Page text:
Pictured above is something called a CAPTCHA — a “Completely Automated Public Turing test to tell Computers and Humans Apart.” CAPTCHAs are used to allow real people into certain areas of websites — comment sections on blogs, for example — and to keep automated services, like spammers, away. With probably millions of blogs, forums, etc. around the Web, the CAPTCHA is probably the best method we have at keeping feedback from being overwhelmed with links to sites which claim to cure baldness and other (typically more insidious) such things.
But of course, some of the spammers have found a way past the CAPTCHA. When computers can’t get through, they turn to people.
The criteria for a CAPTCHA, per a team of U.C. San Diego researchers investigating how spammers weave their way though the gates (pdf here), is three-fold. First, the problem needs to be easily solved by people; after all, you want people to be able to leave their comments or thoughts. Second, the test has to be “easily generated and evaluated,” and practically speaking, by some sort of computer algorithm and database. This makes sense, as the number of, say, forum posts could easily overwhelm the forum owner if he or she had to create and/or evaluate each test by hand. Finally, the CAPTCHA cannot be easily solved by a computer, as the entire point is to weed out automated replies. (And the trick is not just to get readers to click. Because Google’s search engine treats links to a page as a “vote” for that page’s value, having a lot of links to your website may have a positive effect on your website’s rank in the search results.)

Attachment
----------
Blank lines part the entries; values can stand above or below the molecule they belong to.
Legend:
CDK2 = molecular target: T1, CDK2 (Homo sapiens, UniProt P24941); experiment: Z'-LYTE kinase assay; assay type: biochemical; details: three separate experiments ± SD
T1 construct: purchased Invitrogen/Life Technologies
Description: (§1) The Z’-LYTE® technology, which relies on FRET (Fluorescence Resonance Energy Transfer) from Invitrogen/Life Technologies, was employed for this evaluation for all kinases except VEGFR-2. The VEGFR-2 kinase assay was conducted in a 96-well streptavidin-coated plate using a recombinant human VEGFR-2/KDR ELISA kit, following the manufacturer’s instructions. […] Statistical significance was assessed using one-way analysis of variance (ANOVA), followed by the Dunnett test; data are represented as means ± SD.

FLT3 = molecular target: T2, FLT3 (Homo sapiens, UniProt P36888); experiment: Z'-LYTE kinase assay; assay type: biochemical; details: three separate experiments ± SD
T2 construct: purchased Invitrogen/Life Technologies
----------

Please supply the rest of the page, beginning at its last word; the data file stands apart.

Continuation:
The work-around, per the researchers, is something they call “paid solving.” They came across a blog post written in 2006 by an employee of computer security company Symantec, discussing an ad placed on a freelancer-finding job board. The advertiser was looking for someone to solve CAPTCHAs over a 50-hour workweek, and received 58 bids ranging between $30 and $1,000 within the first week. (The site canceled the advertisement thereafter.) The Symantec employee assumed that in 50 hours, someone could solve about 6,000 CAPTCHAs (at 30 seconds per puzzle), making the low-end bid come out to under two cents each.
Four years later, the New York Times delved deeper. A report from Mumbai, India noted that high-end spamming companies (yes, they exist) hired cheap laborers in India, Bangladesh, China, and in other developing nations where such labor is readily accessible. Those workers are asked to solve the cryptic-looking text, and, once through the door, sign up for accounts, post messages, or, as the Times so aptly phrases, “carry out other mischief.” For their trouble? Some students working on CAPTCHA-busting “typically work two and a half to three hours a day from their homes and make at least $6 every 15 days,” which sounds terrible, but isn’t bad relative to other wages; the Times further notes that “[u]nskilled male farm workers earn about $2 a day in many parts of India.”
While spammers may find these nickels and dimes well-spent on finding a solution, the advent of “paid solving” doesn’t bother Google, which makes some of the leading anti-spam/CAPTCHA software. As one engineer told the Times, “[o]ur goal is to make mass account creation less attractive to spammers, and the fact that spammers have to pay people to solve captchas proves that the tool is working.”.
From the Archives: From Sheep to Books: Why are books the size and shape they are?